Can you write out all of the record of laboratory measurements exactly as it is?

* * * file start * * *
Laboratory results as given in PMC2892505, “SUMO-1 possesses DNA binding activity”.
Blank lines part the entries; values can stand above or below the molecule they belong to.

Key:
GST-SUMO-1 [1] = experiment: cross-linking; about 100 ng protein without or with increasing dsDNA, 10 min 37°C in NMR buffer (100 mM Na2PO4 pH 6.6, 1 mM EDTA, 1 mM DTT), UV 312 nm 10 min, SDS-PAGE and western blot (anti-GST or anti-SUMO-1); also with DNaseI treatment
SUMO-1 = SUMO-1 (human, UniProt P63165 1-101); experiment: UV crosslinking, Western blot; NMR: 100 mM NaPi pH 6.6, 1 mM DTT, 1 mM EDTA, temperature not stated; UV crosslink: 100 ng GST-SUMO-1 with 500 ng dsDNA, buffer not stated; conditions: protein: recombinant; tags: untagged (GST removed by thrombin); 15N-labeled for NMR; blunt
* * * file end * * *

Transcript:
Laboratory results as given in PMC2892505, “SUMO-1 possesses DNA binding activity”.
Blank lines part the entries; values can stand above or below the molecule they belong to.

Key:
GST-SUMO-1 [1] = experiment: cross-linking; about 100 ng protein without or with increasing dsDNA, 10 min 37°C in NMR buffer (100 mM Na2PO4 pH 6.6, 1 mM EDTA, 1 mM DTT), UV 312 nm 10 min, SDS-PAGE and western blot (anti-GST or anti-SUMO-1); also with DNaseI treatment
SUMO-1 = SUMO-1 (human, UniProt P63165 1-101); experiment: UV crosslinking, Western blot; NMR: 100 mM NaPi pH 6.6, 1 mM DTT, 1 mM EDTA, temperature not stated; UV crosslink: 100 ng GST-SUMO-1 with 500 ng dsDNA, buffer not stated; conditions: protein: recombinant; tags: untagged (GST removed by thrombin); 15N-labeled for NMR; blunt